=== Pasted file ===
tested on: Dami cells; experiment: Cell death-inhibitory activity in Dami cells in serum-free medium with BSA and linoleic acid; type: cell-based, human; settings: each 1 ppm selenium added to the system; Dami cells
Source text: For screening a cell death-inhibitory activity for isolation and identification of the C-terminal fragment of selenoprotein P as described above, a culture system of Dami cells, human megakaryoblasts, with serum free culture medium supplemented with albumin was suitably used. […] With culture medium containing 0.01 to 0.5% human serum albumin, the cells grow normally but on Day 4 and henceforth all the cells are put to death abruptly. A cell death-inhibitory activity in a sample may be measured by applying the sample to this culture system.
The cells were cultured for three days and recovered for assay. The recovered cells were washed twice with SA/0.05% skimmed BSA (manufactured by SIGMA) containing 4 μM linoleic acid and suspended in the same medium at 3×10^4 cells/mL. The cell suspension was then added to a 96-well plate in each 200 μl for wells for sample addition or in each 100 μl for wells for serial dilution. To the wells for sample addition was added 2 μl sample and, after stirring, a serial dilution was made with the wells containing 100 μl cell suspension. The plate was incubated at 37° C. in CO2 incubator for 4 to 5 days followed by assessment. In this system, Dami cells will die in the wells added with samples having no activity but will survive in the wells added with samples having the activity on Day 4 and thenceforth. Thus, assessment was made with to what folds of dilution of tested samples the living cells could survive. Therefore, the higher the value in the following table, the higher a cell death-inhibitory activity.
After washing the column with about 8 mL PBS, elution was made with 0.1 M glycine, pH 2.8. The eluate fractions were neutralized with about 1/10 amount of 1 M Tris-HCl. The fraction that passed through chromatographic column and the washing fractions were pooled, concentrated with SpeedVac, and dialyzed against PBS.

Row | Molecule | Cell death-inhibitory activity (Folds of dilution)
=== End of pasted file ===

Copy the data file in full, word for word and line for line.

tested on: Dami cells; experiment: Cell death-inhibitory activity in Dami cells in serum-free medium with BSA and linoleic acid; type: cell-based, human; settings: each 1 ppm selenium added to the system; Dami cells
Source text: For screening a cell death-inhibitory activity for isolation and identification of the C-terminal fragment of selenoprotein P as described above, a culture system of Dami cells, human megakaryoblasts, with serum free culture medium supplemented with albumin was suitably used. […] With culture medium containing 0.01 to 0.5% human serum albumin, the cells grow normally but on Day 4 and henceforth all the cells are put to death abruptly. A cell death-inhibitory activity in a sample may be measured by applying the sample to this culture system.
The cells were cultured for three days and recovered for assay. The recovered cells were washed twice with SA/0.05% skimmed BSA (manufactured by SIGMA) containing 4 μM linoleic acid and suspended in the same medium at 3×10^4 cells/mL. The cell suspension was then added to a 96-well plate in each 200 μl for wells for sample addition or in each 100 μl for wells for serial dilution. To the wells for sample addition was added 2 μl sample and, after stirring, a serial dilution was made with the wells containing 100 μl cell suspension. The plate was incubated at 37° C. in CO2 incubator for 4 to 5 days followed by assessment. In this system, Dami cells will die in the wells added with samples having no activity but will survive in the wells added with samples having the activity on Day 4 and thenceforth. Thus, assessment was made with to what folds of dilution of tested samples the living cells could survive. Therefore, the higher the value in the following table, the higher a cell death-inhibitory activity.
After washing the column with about 8 mL PBS, elution was made with 0.1 M glycine, pH 2.8. The eluate fractions were neutralized with about 1/10 amount of 1 M Tris-HCl. The fraction that passed through chromatographic column and the washing fractions were pooled, concentrated with SpeedVac, and dialyzed against PBS.

Row | Molecule | Cell death-inhibitory activity (Folds of dilution)